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CIS Shares Expertise at National Food Justice Event for Nonprofits

Food insecurity impacts almost 1 in 7 families with children in America. In the Chicago region the rate is almost double, with a quarter of Chicagloand families estimated to have limited or unreliable access to nutritionally adequate food.

The U.S. Surgeon General notes that food insecurity poses significant healthcare and social costs for society, including managing diet-related chronic conditions like diabetes. In low-income families, which are disproportionately impacted, tough choices may ensue. Spending more on often expensive fresh food may mean less money for essentials like medicine, utilities, and rent. In other cases, healthy options may not be readily available. A report by the Illinois Department of Public Health, for example, found that 1.25 million state residents were living in ‘food deserts’ located far from supermarkets with fresh-food options.

Students across PK-12 are particularly vulnerable to the impacts of limited nutrition and calories in their diet. Research cited by Feeding America reveals an association between food insecurity and other issues like poverty, delayed development in young children, a risk of chronic illness like asthma and anemia, and behavioral challenges including hyperactivity, anxiety, and aggression.

One organization tackling food insecurity head-on is Big Green, a long-time CIS partner whose mission is to get everyone in American growing food. Big Green defines this as much more than an act of farming, but as a transformational act with wide-ranging impact. The organization’s co-founder, Kimbal Musk, has said, “We believe growing food changes lives. It fundamentally changes your connection to nutrition security… It also is very good for mental health – going out in your backyard or going out in your school or community garden. It helps you… calm yourself, gets you out into nature. And when you’re growing food it also opens your eyes to the weather volatility that comes from climate change.”*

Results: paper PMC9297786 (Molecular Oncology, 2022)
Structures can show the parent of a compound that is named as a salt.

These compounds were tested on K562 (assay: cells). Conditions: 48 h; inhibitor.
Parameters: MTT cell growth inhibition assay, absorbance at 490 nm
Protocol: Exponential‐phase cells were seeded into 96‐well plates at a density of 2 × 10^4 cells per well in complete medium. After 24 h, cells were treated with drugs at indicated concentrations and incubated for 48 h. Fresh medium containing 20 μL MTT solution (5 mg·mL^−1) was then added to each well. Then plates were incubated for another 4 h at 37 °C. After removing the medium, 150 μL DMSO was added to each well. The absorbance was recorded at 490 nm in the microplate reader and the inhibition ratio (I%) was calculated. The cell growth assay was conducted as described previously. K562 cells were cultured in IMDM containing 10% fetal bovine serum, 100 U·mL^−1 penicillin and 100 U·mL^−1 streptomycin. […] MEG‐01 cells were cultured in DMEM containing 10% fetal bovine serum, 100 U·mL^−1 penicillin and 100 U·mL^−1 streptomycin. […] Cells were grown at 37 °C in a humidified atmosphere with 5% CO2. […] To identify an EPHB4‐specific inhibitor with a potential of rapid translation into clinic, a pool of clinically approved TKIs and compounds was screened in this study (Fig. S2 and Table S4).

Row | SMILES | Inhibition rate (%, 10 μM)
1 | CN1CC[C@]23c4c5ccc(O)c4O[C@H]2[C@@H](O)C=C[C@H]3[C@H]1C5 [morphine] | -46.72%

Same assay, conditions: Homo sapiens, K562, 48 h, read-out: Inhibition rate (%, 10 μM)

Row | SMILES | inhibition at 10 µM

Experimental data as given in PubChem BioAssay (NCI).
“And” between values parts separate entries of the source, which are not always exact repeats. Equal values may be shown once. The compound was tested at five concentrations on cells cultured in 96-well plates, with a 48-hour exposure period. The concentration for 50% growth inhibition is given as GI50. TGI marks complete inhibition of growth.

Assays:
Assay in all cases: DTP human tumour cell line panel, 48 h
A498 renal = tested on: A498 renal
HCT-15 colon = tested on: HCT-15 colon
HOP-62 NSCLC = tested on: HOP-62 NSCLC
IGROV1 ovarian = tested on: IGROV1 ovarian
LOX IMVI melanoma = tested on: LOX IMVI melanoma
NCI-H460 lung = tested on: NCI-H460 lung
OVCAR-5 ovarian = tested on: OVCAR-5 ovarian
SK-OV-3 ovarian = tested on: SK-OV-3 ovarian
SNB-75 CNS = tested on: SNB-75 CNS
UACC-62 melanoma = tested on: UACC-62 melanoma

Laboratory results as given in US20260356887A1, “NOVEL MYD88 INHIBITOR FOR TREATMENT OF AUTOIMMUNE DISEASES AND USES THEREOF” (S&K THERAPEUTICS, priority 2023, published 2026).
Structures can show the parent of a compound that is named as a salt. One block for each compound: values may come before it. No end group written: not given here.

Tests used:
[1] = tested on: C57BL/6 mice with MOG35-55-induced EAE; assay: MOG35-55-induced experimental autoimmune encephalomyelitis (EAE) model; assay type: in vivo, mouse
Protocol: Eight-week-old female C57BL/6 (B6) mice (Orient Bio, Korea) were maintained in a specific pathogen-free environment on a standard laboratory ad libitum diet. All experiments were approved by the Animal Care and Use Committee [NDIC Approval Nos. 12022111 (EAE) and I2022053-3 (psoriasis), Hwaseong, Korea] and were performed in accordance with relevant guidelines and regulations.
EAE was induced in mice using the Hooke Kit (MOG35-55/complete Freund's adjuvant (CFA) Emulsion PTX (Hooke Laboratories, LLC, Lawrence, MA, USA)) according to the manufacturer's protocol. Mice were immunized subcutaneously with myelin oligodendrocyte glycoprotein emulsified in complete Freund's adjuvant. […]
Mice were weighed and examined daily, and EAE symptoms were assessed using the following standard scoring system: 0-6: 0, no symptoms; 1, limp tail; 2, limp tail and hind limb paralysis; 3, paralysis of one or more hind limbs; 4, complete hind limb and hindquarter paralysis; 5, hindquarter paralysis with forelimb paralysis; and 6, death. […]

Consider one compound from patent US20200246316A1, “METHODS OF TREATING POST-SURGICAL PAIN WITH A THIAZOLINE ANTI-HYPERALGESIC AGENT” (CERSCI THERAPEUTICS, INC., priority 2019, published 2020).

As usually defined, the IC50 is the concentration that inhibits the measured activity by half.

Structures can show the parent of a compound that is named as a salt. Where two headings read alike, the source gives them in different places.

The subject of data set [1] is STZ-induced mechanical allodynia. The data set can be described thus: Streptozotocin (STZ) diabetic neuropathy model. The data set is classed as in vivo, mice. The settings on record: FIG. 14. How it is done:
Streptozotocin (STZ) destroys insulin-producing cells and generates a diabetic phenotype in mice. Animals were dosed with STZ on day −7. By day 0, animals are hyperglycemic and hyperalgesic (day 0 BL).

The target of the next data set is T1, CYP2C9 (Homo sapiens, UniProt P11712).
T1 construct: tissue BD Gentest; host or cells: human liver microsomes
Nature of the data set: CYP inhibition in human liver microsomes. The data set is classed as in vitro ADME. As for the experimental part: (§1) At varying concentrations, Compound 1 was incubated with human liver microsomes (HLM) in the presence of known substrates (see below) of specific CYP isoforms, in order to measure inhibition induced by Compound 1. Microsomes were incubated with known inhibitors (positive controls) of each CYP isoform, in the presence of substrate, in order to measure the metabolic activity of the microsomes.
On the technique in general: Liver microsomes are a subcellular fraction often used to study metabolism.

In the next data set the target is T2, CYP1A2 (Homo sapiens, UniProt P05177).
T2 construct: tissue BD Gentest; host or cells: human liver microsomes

During the past 12 years, the organization has collaborated with communities across the nation, including here in Chicago, to build a network of more than 700 school “Learning Gardens.” During the height of the pandemic when in-person access to schools was limited, Big Green innovated what it calls the first decentralized nonprofit-led philanthropic entity.

Called the DAO (Decentralized Autonomous Organizations), the entity currently comprises more than 100 national food justice organizations working to increase all residents’ access to healthy, nutritious, and affordable food. Working in collaboration with mostly small-scale donors, the DAO awards grants to nonprofits focused on farming and community food development. The grants support projects that improve access to healthy, locally produced food in under-resourced communities. Mr. Musk has described the DAO model as highly efficient and scalable.